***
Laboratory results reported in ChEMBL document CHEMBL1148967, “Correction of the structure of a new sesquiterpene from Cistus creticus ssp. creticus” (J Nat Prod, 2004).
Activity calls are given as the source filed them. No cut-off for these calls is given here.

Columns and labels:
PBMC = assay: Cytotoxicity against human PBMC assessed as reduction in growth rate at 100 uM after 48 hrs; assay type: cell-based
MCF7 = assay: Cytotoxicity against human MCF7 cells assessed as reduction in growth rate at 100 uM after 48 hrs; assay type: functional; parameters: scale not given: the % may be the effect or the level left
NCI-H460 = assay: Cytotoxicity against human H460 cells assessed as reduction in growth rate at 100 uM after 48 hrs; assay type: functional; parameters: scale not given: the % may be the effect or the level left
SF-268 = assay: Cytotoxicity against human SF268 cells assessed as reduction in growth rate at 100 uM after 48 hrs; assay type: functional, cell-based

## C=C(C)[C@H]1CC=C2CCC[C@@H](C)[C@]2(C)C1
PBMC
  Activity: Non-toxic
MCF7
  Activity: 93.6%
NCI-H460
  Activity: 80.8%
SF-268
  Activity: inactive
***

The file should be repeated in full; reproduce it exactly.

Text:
Laboratory results reported in ChEMBL document CHEMBL1148967, “Correction of the structure of a new sesquiterpene from Cistus creticus ssp. creticus” (J Nat Prod, 2004).
Activity calls are given as the source filed them. No cut-off for these calls is given here.

Columns and labels:
PBMC = assay: Cytotoxicity against human PBMC assessed as reduction in growth rate at 100 uM after 48 hrs; assay type: cell-based
MCF7 = assay: Cytotoxicity against human MCF7 cells assessed as reduction in growth rate at 100 uM after 48 hrs; assay type: functional; parameters: scale not given: the % may be the effect or the level left
NCI-H460 = assay: Cytotoxicity against human H460 cells assessed as reduction in growth rate at 100 uM after 48 hrs; assay type: functional; parameters: scale not given: the % may be the effect or the level left
SF-268 = assay: Cytotoxicity against human SF268 cells assessed as reduction in growth rate at 100 uM after 48 hrs; assay type: functional, cell-based

## C=C(C)[C@H]1CC=C2CCC[C@@H](C)[C@]2(C)C1
PBMC
  Activity: Non-toxic
MCF7
  Activity: 93.6%
NCI-H460
  Activity: 80.8%
SF-268
  Activity: inactive